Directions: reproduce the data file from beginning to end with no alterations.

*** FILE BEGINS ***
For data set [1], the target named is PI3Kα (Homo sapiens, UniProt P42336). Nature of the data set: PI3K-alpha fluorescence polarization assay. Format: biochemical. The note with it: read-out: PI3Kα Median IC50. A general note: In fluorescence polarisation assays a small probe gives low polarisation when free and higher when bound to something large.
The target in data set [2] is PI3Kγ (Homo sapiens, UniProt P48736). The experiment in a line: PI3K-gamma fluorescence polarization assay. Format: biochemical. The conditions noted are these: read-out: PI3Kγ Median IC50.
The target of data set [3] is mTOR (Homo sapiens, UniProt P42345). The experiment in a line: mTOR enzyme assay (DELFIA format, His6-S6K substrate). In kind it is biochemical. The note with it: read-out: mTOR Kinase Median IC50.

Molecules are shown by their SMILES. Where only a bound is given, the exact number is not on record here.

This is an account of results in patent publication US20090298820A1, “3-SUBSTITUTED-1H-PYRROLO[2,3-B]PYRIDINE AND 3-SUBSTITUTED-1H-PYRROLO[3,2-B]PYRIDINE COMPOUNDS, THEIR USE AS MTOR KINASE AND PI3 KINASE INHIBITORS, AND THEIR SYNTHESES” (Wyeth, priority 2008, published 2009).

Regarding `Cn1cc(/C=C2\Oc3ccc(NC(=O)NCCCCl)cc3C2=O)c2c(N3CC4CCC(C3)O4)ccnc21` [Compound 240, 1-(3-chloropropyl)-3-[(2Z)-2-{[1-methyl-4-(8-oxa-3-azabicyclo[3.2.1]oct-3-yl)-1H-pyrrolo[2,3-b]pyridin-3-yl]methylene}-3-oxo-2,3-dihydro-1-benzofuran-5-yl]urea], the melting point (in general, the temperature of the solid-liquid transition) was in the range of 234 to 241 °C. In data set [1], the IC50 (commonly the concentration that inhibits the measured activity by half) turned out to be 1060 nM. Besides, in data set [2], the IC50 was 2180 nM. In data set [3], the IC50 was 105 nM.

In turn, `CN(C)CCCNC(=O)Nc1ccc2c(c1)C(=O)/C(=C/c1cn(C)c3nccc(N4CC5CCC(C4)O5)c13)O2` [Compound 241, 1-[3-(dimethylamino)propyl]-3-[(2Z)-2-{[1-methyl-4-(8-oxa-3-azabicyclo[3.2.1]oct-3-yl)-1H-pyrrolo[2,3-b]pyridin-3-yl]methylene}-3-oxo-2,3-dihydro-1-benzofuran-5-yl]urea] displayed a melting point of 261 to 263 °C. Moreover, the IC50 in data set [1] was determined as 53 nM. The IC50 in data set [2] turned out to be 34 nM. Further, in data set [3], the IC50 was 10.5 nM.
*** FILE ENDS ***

For data set [1], the target named is PI3Kα (Homo sapiens, UniProt P42336). Nature of the data set: PI3K-alpha fluorescence polarization assay. Format: biochemical. The note with it: read-out: PI3Kα Median IC50. A general note: In fluorescence polarisation assays a small probe gives low polarisation when free and higher when bound to something large.
The target in data set [2] is PI3Kγ (Homo sapiens, UniProt P48736). The experiment in a line: PI3K-gamma fluorescence polarization assay. Format: biochemical. The conditions noted are these: read-out: PI3Kγ Median IC50.
The target of data set [3] is mTOR (Homo sapiens, UniProt P42345). The experiment in a line: mTOR enzyme assay (DELFIA format, His6-S6K substrate). In kind it is biochemical. The note with it: read-out: mTOR Kinase Median IC50.

Molecules are shown by their SMILES. Where only a bound is given, the exact number is not on record here.

This is an account of results in patent publication US20090298820A1, “3-SUBSTITUTED-1H-PYRROLO[2,3-B]PYRIDINE AND 3-SUBSTITUTED-1H-PYRROLO[3,2-B]PYRIDINE COMPOUNDS, THEIR USE AS MTOR KINASE AND PI3 KINASE INHIBITORS, AND THEIR SYNTHESES” (Wyeth, priority 2008, published 2009).

Regarding `Cn1cc(/C=C2\Oc3ccc(NC(=O)NCCCCl)cc3C2=O)c2c(N3CC4CCC(C3)O4)ccnc21` [Compound 240, 1-(3-chloropropyl)-3-[(2Z)-2-{[1-methyl-4-(8-oxa-3-azabicyclo[3.2.1]oct-3-yl)-1H-pyrrolo[2,3-b]pyridin-3-yl]methylene}-3-oxo-2,3-dihydro-1-benzofuran-5-yl]urea], the melting point (in general, the temperature of the solid-liquid transition) was in the range of 234 to 241 °C. In data set [1], the IC50 (commonly the concentration that inhibits the measured activity by half) turned out to be 1060 nM. Besides, in data set [2], the IC50 was 2180 nM. In data set [3], the IC50 was 105 nM.

In turn, `CN(C)CCCNC(=O)Nc1ccc2c(c1)C(=O)/C(=C/c1cn(C)c3nccc(N4CC5CCC(C4)O5)c13)O2` [Compound 241, 1-[3-(dimethylamino)propyl]-3-[(2Z)-2-{[1-methyl-4-(8-oxa-3-azabicyclo[3.2.1]oct-3-yl)-1H-pyrrolo[2,3-b]pyridin-3-yl]methylene}-3-oxo-2,3-dihydro-1-benzofuran-5-yl]urea] displayed a melting point of 261 to 263 °C. Moreover, the IC50 in data set [1] was determined as 53 nM. The IC50 in data set [2] turned out to be 34 nM. Further, in data set [3], the IC50 was 10.5 nM.